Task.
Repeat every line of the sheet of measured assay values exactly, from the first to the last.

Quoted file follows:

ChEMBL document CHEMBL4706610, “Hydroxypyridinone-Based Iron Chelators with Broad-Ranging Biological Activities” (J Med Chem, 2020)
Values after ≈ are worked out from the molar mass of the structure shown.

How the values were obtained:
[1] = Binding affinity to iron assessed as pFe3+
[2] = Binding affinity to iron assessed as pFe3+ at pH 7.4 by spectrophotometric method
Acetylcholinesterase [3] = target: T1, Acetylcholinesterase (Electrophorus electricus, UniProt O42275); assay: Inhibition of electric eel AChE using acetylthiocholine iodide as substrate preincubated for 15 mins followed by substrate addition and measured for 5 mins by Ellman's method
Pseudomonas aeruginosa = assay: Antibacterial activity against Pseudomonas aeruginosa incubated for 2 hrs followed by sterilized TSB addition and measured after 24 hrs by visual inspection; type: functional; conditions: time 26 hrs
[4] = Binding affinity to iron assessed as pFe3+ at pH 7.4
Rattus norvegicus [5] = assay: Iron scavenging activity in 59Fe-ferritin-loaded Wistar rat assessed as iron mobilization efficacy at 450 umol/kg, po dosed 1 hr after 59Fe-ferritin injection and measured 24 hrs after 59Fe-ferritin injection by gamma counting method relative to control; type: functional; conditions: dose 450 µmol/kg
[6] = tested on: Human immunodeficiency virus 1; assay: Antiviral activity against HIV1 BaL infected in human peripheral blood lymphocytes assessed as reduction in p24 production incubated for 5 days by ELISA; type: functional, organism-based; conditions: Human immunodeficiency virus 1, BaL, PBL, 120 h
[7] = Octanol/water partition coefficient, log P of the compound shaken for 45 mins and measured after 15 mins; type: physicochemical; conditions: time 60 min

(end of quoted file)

ChEMBL document CHEMBL4706610, “Hydroxypyridinone-Based Iron Chelators with Broad-Ranging Biological Activities” (J Med Chem, 2020)
Values after ≈ are worked out from the molar mass of the structure shown.

How the values were obtained:
[1] = Binding affinity to iron assessed as pFe3+
[2] = Binding affinity to iron assessed as pFe3+ at pH 7.4 by spectrophotometric method
Acetylcholinesterase [3] = target: T1, Acetylcholinesterase (Electrophorus electricus, UniProt O42275); assay: Inhibition of electric eel AChE using acetylthiocholine iodide as substrate preincubated for 15 mins followed by substrate addition and measured for 5 mins by Ellman's method
Pseudomonas aeruginosa = assay: Antibacterial activity against Pseudomonas aeruginosa incubated for 2 hrs followed by sterilized TSB addition and measured after 24 hrs by visual inspection; type: functional; conditions: time 26 hrs
[4] = Binding affinity to iron assessed as pFe3+ at pH 7.4
Rattus norvegicus [5] = assay: Iron scavenging activity in 59Fe-ferritin-loaded Wistar rat assessed as iron mobilization efficacy at 450 umol/kg, po dosed 1 hr after 59Fe-ferritin injection and measured 24 hrs after 59Fe-ferritin injection by gamma counting method relative to control; type: functional; conditions: dose 450 µmol/kg
[6] = tested on: Human immunodeficiency virus 1; assay: Antiviral activity against HIV1 BaL infected in human peripheral blood lymphocytes assessed as reduction in p24 production incubated for 5 days by ELISA; type: functional, organism-based; conditions: Human immunodeficiency virus 1, BaL, PBL, 120 h
[7] = Octanol/water partition coefficient, log P of the compound shaken for 45 mins and measured after 15 mins; type: physicochemical; conditions: time 60 min